This is also a discussion of how the world ends, which, as Cedar keeps being surprised over, is not very chaotic. People keep going about their daily lives and adapting to the biological changes to their food and the environment around them. Essentially, the world does not go out violently, but quietly, with only one specific group of people, women of childbearing age, affected by the reproduction issue.

Mary Shelley, Frankenstein

Shelley, Mary. Frankenstein. 1831. Dover Publications, Inc, 1994.

Summary of Work
This novel begins with a series of letters from Robert Walton to his sister Margaret; he is preparing for a journey to find a passage to the Pacific through the North Pole or discover something of equal importance, but he feels alone and cannot make friends with his shipmates because of their difference in social class. Still, he feels confident he’ll achieve his goals. When they reach the North Pole and his ship gets stuck in the ice, they see a monstrous creature traversing the ice. And the next day they see another person trying to make their way across the ice, but stranded on an ice floe with all but one dead dog to pull his sled: the man is almost dead. Walton helps him live, they become friends, and the man tells Walton his life story and what led him to the North Pole. Walton then gets permission to tell his friend’s story.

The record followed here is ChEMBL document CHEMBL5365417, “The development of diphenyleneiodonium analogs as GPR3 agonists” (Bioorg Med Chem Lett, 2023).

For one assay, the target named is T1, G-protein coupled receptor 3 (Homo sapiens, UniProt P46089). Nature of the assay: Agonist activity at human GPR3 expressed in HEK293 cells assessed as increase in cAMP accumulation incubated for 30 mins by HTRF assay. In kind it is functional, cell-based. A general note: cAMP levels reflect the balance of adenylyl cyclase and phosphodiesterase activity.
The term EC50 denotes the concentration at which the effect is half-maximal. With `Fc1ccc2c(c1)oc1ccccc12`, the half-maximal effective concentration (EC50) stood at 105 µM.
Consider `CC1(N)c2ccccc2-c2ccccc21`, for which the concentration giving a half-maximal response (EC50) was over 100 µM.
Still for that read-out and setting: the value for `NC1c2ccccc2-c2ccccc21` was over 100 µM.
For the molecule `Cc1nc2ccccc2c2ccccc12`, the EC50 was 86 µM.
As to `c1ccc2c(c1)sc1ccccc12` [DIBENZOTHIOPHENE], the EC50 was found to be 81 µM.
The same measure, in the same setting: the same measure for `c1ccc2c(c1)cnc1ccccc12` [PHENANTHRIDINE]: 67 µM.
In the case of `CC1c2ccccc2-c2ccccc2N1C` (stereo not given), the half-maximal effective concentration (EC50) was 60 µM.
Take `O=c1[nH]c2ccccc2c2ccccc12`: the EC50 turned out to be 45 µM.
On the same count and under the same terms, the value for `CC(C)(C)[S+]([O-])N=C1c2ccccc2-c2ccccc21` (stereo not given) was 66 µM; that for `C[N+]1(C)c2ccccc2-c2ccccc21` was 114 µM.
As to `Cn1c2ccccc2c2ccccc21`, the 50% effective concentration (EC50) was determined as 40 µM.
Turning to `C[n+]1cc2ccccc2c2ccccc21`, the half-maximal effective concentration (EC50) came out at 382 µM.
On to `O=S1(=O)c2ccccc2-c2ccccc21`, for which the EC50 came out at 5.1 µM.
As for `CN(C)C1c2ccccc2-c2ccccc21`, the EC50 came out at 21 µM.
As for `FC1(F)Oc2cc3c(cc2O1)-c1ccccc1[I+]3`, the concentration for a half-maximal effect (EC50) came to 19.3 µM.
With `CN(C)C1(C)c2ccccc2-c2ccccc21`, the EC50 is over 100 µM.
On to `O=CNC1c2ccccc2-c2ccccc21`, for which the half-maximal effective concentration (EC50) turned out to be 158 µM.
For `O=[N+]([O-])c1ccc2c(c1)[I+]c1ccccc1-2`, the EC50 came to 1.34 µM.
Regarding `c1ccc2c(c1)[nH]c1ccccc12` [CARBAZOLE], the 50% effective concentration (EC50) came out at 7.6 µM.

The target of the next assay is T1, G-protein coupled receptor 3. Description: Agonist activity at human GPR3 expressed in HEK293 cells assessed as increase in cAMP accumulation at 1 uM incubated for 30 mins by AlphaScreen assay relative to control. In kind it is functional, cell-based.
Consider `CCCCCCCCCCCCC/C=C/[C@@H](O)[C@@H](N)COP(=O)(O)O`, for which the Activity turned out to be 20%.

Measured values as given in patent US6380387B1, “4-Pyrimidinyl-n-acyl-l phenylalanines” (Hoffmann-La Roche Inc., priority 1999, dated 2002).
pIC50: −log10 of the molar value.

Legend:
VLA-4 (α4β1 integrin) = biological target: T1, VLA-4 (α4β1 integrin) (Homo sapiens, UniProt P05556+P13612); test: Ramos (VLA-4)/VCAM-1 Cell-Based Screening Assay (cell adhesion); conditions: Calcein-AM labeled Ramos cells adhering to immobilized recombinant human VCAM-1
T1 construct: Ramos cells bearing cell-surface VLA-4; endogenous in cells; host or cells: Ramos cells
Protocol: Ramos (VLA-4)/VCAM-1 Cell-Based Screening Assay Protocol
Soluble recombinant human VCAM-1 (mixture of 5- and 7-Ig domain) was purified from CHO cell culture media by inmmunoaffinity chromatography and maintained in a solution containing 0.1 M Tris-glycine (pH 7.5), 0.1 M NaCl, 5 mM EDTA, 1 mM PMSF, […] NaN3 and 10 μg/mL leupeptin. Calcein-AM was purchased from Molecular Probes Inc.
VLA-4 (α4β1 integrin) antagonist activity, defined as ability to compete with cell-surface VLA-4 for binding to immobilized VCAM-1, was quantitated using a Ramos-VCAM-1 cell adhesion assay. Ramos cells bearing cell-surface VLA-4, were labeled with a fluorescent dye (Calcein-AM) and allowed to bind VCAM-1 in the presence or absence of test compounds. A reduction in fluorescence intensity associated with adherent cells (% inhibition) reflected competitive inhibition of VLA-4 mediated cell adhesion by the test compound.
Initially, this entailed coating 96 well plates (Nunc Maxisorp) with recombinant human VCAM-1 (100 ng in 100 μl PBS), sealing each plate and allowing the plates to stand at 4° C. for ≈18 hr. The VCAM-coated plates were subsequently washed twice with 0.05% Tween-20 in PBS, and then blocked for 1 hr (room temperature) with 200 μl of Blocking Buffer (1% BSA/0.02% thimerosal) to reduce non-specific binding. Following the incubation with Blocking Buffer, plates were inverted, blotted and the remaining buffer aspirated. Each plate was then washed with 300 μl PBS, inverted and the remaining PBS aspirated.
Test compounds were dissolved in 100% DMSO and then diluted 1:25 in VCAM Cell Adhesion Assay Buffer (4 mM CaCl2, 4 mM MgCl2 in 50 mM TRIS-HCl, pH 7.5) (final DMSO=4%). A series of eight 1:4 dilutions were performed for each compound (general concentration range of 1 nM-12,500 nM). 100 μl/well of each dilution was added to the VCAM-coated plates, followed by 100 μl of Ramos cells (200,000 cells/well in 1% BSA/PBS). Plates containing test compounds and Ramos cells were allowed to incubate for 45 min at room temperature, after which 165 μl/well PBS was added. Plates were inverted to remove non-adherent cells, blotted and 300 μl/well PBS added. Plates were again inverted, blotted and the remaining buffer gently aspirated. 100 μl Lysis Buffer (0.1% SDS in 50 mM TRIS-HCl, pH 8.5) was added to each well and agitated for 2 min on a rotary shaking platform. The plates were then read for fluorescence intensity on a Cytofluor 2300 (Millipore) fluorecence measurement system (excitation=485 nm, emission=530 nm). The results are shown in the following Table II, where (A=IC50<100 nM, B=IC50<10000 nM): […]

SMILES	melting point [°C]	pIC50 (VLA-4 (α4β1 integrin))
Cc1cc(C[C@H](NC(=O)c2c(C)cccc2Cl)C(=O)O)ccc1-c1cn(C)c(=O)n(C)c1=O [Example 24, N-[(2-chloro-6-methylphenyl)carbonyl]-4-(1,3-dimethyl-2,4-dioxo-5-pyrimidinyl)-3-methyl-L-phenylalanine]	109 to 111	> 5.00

Born to a good family, Victor Frankenstein grows up with a kind mother and father and a ward who is later adopted, Elizabeth. Elizabeth and Victor were best friends, and he also has a good schoolfriend named Henry. As they all grew older, Victor became obsessed with the natural world and the occult sciences. He starts studying alchemy enthusiastically, but when lightening strikes a tree near his house and destroys it, he learns about electricity and then finds alchemy outdated.